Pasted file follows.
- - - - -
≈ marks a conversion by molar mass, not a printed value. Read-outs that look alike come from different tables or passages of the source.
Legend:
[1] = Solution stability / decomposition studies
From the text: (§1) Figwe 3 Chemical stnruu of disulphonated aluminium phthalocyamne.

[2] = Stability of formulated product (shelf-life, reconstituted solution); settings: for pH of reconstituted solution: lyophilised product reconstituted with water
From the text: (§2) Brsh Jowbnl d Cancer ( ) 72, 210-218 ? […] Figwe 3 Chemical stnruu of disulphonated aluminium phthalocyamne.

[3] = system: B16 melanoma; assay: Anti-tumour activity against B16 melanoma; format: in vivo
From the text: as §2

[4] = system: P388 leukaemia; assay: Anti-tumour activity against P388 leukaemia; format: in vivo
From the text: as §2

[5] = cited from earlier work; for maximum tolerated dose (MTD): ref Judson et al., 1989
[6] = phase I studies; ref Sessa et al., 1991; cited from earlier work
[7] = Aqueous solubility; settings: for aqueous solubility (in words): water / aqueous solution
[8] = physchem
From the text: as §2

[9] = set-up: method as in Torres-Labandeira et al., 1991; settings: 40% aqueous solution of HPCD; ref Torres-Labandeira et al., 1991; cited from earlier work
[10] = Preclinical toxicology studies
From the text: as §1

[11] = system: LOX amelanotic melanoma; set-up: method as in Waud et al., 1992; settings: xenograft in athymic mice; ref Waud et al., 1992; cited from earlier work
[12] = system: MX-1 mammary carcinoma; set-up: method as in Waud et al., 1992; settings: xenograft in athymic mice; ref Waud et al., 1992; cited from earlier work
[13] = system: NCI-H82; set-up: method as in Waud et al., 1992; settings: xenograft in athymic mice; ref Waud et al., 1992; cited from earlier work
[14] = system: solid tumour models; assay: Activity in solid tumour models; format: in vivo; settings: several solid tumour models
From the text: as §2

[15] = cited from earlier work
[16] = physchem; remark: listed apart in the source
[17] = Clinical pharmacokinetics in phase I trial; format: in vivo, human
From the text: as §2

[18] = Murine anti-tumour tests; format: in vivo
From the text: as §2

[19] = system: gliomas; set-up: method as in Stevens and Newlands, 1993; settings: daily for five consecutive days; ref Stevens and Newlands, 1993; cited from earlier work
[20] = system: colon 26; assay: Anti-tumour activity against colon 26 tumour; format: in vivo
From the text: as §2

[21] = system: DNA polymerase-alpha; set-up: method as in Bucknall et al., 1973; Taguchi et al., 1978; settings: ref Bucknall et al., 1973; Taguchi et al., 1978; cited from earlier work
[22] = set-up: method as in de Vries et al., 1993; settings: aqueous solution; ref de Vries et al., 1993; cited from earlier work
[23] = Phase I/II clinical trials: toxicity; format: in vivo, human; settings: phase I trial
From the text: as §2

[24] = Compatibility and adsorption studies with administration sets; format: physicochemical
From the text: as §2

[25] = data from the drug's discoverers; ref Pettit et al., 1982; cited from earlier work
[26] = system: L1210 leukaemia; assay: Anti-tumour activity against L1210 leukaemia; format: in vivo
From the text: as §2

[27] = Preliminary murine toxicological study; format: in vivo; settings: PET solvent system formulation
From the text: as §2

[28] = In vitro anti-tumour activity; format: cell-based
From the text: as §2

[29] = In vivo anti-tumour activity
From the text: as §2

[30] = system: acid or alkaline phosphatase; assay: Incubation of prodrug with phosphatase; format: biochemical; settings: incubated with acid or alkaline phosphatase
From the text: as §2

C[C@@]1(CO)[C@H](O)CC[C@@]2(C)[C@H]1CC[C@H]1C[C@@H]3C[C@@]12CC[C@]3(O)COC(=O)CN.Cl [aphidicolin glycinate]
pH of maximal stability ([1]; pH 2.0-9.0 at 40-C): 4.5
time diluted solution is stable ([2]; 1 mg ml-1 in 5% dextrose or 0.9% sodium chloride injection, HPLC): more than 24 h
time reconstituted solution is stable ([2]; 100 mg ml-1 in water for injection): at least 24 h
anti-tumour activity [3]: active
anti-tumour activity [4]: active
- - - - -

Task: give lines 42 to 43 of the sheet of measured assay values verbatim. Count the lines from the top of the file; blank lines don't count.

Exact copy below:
[27] = Preliminary murine toxicological study; format: in vivo; settings: PET solvent system formulation
From the text: as §2